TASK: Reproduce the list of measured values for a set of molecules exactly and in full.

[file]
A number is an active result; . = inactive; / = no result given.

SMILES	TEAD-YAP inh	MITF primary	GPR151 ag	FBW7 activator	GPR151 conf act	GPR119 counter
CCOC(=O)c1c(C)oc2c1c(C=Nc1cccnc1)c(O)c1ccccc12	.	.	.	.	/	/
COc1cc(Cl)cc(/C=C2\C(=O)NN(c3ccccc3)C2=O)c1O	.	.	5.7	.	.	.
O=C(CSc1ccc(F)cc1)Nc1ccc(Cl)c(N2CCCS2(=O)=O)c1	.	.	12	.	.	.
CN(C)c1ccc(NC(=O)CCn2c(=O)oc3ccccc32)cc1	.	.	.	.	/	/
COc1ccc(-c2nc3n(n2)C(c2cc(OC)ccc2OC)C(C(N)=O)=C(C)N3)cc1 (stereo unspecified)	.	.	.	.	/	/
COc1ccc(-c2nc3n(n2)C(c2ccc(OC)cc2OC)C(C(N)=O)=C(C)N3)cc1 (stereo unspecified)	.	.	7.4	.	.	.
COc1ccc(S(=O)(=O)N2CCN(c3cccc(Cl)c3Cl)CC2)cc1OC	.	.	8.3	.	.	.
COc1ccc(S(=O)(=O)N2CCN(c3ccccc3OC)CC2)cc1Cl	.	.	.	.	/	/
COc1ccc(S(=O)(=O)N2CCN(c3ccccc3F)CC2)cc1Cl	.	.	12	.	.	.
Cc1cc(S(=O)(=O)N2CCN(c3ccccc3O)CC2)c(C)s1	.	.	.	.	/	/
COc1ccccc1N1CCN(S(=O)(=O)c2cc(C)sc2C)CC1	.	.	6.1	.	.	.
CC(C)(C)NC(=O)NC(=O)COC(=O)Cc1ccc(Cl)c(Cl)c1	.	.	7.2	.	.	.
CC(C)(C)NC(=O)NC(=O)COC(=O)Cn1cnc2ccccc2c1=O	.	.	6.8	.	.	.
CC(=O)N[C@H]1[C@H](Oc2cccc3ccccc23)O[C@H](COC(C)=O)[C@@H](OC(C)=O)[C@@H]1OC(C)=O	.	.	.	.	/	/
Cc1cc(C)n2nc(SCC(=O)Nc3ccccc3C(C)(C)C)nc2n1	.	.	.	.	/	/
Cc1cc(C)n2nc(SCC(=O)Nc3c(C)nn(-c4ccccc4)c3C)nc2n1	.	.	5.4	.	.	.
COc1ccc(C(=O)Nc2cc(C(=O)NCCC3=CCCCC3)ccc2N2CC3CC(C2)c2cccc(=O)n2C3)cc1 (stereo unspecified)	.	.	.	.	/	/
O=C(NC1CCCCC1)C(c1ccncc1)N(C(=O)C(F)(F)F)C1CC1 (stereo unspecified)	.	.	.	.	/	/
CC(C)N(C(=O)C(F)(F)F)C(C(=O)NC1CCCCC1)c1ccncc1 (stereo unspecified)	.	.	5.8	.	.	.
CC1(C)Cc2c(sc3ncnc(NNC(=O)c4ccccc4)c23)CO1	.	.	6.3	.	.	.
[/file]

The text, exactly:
A number is an active result; . = inactive; / = no result given.

SMILES	TEAD-YAP inh	MITF primary	GPR151 ag	FBW7 activator	GPR151 conf act	GPR119 counter
CCOC(=O)c1c(C)oc2c1c(C=Nc1cccnc1)c(O)c1ccccc12	.	.	.	.	/	/
COc1cc(Cl)cc(/C=C2\C(=O)NN(c3ccccc3)C2=O)c1O	.	.	5.7	.	.	.
O=C(CSc1ccc(F)cc1)Nc1ccc(Cl)c(N2CCCS2(=O)=O)c1	.	.	12	.	.	.
CN(C)c1ccc(NC(=O)CCn2c(=O)oc3ccccc32)cc1	.	.	.	.	/	/
COc1ccc(-c2nc3n(n2)C(c2cc(OC)ccc2OC)C(C(N)=O)=C(C)N3)cc1 (stereo unspecified)	.	.	.	.	/	/
COc1ccc(-c2nc3n(n2)C(c2ccc(OC)cc2OC)C(C(N)=O)=C(C)N3)cc1 (stereo unspecified)	.	.	7.4	.	.	.
COc1ccc(S(=O)(=O)N2CCN(c3cccc(Cl)c3Cl)CC2)cc1OC	.	.	8.3	.	.	.
COc1ccc(S(=O)(=O)N2CCN(c3ccccc3OC)CC2)cc1Cl	.	.	.	.	/	/
COc1ccc(S(=O)(=O)N2CCN(c3ccccc3F)CC2)cc1Cl	.	.	12	.	.	.
Cc1cc(S(=O)(=O)N2CCN(c3ccccc3O)CC2)c(C)s1	.	.	.	.	/	/
COc1ccccc1N1CCN(S(=O)(=O)c2cc(C)sc2C)CC1	.	.	6.1	.	.	.
CC(C)(C)NC(=O)NC(=O)COC(=O)Cc1ccc(Cl)c(Cl)c1	.	.	7.2	.	.	.
CC(C)(C)NC(=O)NC(=O)COC(=O)Cn1cnc2ccccc2c1=O	.	.	6.8	.	.	.
CC(=O)N[C@H]1[C@H](Oc2cccc3ccccc23)O[C@H](COC(C)=O)[C@@H](OC(C)=O)[C@@H]1OC(C)=O	.	.	.	.	/	/
Cc1cc(C)n2nc(SCC(=O)Nc3ccccc3C(C)(C)C)nc2n1	.	.	.	.	/	/
Cc1cc(C)n2nc(SCC(=O)Nc3c(C)nn(-c4ccccc4)c3C)nc2n1	.	.	5.4	.	.	.
COc1ccc(C(=O)Nc2cc(C(=O)NCCC3=CCCCC3)ccc2N2CC3CC(C2)c2cccc(=O)n2C3)cc1 (stereo unspecified)	.	.	.	.	/	/
O=C(NC1CCCCC1)C(c1ccncc1)N(C(=O)C(F)(F)F)C1CC1 (stereo unspecified)	.	.	.	.	/	/
CC(C)N(C(=O)C(F)(F)F)C(C(=O)NC1CCCCC1)c1ccncc1 (stereo unspecified)	.	.	5.8	.	.	.
CC1(C)Cc2c(sc3ncnc(NNC(=O)c4ccccc4)c23)CO1	.	.	6.3	.	.	.